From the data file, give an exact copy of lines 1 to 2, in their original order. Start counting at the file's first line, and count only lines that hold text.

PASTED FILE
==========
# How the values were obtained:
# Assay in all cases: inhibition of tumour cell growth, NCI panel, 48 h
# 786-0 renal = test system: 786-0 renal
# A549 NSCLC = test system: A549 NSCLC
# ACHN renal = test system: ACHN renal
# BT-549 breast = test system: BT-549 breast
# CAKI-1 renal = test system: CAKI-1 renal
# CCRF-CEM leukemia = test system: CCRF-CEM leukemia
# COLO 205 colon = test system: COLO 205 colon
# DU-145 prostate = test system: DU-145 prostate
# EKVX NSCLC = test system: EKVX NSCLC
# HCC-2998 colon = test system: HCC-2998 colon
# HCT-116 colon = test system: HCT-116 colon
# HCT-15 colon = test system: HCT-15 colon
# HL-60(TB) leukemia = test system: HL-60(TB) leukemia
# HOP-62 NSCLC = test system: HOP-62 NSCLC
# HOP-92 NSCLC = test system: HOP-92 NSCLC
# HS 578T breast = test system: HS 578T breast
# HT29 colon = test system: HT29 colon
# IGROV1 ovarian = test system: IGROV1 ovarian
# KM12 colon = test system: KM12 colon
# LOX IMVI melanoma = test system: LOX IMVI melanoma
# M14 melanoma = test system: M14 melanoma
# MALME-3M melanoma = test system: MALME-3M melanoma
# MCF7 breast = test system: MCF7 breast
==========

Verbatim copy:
# How the values were obtained:
# Assay in all cases: inhibition of tumour cell growth, NCI panel, 48 h